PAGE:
Take the 2-minute tour ×
Database Administrators Stack Exchange is a question and answer site for database professionals who wish to improve their database skills and learn from others in the community. It's 100% free, no registration required.

I'm doing system testing of a product, and several tests are severely changing the data of a demo database.

The data is quite complex to create queries which will undo the changes done by the tests; moreover, those tests are subject to change.

Using a backup/restore is not an option, since restoring the database takes 30 seconds, which is too long in a context of automated testing.

Using insert into select is complex too: again, tests are subject to change, and can affect tables they don't affect now; copying the whole database this way is not an option neither, for performance reasons.

Microsoft SQL Server has snapshots feature, but given that I don't have Enterprise version on localhost, I can't use it. I can't use transactions neither, since the system tests involve two applications with a complex interaction between them. Of course, they don't share the same connection.

What can be done to quickly undo the last changes of a database?

To make the problem easier,

  1. The database is in a controlled environment:

    • It is on localhost, so I am the only one who can access it,

    • The only changes are from system tests. All the changes can (and are expected to) be lost.

    • Any recovery model can be chosen.

  2. The preparation (for example some sort of backup) can take long time or even be a manual task, since it would be performed very rarely. It's only the speed of undoing the changes from this point which is important, since it's done after every test which affects the database.

share|improve this question
    
can't you do all the testing sql in one big transaction and then roll it back? –  Neil McGuigan Jul 8 '13 at 19:36
add comment

3 Answers

up vote 5 down vote accepted

If this is just for development/testing, you can buy a license for Developer Edition (~$50) and use snapshots, since Developer Edition supports all of the features supported in Enterprise Edition. The only difference is licensing - you cannot use Developer Edition in production.

You're not going to be able to cook something up that's much simpler or faster than reverting from a database snapshot. But do some research - you want to be aware of things like this.

share|improve this answer
add comment

I'd recommend looking into DB Snapshots. They are (in theory) the fastest way to undo changes unless you're wrapping each change in its own transaction with a rollback at the end (after you've written the results of the test to a database).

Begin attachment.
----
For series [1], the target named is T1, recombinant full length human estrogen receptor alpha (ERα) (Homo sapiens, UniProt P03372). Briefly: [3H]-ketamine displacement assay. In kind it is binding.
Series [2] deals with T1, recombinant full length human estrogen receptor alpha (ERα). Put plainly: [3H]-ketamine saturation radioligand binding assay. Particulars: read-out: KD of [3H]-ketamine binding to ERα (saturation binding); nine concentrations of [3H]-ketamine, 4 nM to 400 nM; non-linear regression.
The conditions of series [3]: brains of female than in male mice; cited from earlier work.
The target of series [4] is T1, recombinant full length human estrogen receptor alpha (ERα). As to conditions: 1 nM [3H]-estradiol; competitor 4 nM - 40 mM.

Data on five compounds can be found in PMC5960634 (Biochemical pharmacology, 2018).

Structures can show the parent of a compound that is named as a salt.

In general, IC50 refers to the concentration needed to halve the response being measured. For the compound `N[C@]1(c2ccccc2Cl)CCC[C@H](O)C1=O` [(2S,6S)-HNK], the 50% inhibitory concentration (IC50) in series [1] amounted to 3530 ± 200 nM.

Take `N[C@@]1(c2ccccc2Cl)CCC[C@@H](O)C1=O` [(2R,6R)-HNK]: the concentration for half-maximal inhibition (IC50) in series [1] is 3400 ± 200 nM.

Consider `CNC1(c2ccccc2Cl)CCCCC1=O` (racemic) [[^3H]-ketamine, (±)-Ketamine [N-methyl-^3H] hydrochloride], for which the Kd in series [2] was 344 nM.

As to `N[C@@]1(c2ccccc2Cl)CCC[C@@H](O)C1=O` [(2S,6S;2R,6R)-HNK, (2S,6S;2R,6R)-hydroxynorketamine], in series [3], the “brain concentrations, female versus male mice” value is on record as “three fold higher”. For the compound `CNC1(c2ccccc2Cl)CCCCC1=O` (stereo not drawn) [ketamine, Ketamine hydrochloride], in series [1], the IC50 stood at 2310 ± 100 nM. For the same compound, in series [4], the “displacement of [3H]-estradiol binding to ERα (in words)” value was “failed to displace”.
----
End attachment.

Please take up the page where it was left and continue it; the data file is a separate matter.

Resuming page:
If you're willing to work it into the framework of your testing, encapsulating each individual test in a rollback block might work out, as that would undo every change made to the environment after every test. This would make it more difficult to combine automated tests that rely on each other though.

share|improve this answer
2  
A large encapsulating transaction might not work so well, since if any of the code performs its own transactions, and there are no such thing as autonomous / nested transactions, and the testing may be done by more than one session... –  Aaron Bertrand Jul 8 '13 at 16:09
    
Then give every session it's own copy of the database. Otherwise hell awaits you anyway once the first tests overlap. –  TomTom Jul 8 '13 at 16:13
    
That's a good point, considering that tests could be really complex. We use a "cleanup" function that is called as the post action of any given test, which goes through and restores to a db snapshot. It's really the cleanest way to do it given our specific challenges. –  Sean Long Jul 8 '13 at 16:17
add comment

I'd divide the tests in "themed" sections and each section would get their own transaction, which is rolled back to allow the next section of tests runs on the controlled data.

The tests itself would have no transaction control - as this allows to create more testing scenarios where selected tests are performed in a separate section with it's own transaction.

You could setup an DB SnapShot if some of your sections modifies too much data. And get that Developer Edition, the time you save is more than worth the price of it. ;-)

share|improve this answer
add comment

Your Answer

 
discard

By posting your answer, you agree to the privacy policy and terms of service.

Not the answer you're looking for? Browse other questions tagged or ask your own question.